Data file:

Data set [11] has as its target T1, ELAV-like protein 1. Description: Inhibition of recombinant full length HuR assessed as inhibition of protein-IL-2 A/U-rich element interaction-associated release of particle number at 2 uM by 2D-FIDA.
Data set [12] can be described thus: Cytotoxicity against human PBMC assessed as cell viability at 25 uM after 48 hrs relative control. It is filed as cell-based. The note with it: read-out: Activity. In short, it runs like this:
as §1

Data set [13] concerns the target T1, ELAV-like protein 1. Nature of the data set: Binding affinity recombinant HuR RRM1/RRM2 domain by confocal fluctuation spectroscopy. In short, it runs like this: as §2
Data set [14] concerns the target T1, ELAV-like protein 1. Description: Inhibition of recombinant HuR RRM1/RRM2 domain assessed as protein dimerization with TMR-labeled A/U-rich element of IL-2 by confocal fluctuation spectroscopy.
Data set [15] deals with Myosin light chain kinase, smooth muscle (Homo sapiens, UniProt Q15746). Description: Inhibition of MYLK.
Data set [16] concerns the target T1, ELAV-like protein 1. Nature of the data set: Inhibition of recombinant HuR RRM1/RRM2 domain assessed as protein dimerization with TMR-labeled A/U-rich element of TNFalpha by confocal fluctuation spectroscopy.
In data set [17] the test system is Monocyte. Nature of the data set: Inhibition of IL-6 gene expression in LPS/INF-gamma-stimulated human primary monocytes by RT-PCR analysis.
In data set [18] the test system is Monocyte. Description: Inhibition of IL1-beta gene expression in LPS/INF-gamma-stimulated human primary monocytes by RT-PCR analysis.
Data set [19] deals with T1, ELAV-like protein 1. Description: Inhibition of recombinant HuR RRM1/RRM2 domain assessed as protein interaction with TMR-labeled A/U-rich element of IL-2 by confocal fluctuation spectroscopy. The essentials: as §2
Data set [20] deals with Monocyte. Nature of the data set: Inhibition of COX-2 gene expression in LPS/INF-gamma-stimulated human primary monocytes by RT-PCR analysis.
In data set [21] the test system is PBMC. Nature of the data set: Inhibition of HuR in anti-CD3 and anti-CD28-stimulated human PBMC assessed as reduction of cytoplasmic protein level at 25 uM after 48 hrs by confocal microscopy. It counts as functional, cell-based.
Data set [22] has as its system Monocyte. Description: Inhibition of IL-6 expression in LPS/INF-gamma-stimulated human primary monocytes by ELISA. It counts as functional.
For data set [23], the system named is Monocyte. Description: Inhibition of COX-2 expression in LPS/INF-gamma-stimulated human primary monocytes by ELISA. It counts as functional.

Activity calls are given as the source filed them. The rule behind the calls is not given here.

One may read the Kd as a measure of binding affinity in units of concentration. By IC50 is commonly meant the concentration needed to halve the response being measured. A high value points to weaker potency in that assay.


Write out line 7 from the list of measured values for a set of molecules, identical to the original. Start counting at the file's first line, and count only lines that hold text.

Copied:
Data set [16] concerns the target T1, ELAV-like protein 1. Nature of the data set: Inhibition of recombinant HuR RRM1/RRM2 domain assessed as protein dimerization with TMR-labeled A/U-rich element of TNFalpha by confocal fluctuation spectroscopy.